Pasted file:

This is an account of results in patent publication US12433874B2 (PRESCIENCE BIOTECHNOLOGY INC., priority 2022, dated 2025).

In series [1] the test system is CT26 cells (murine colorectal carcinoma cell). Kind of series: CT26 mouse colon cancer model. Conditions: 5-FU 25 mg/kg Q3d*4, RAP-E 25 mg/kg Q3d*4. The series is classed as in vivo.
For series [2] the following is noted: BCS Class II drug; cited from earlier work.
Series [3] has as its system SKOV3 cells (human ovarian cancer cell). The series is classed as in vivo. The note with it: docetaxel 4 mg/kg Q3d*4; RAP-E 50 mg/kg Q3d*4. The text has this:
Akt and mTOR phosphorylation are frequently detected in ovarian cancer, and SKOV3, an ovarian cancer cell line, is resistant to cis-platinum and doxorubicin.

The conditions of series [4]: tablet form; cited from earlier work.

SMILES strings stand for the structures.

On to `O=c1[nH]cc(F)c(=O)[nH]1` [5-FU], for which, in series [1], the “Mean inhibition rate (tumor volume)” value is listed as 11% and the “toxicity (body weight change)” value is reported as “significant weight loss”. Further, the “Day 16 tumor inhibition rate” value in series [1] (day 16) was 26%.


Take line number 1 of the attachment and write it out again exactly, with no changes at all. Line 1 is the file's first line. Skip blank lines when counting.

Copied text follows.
This is an account of results in patent publication US12433874B2 (PRESCIENCE BIOTECHNOLOGY INC., priority 2022, dated 2025).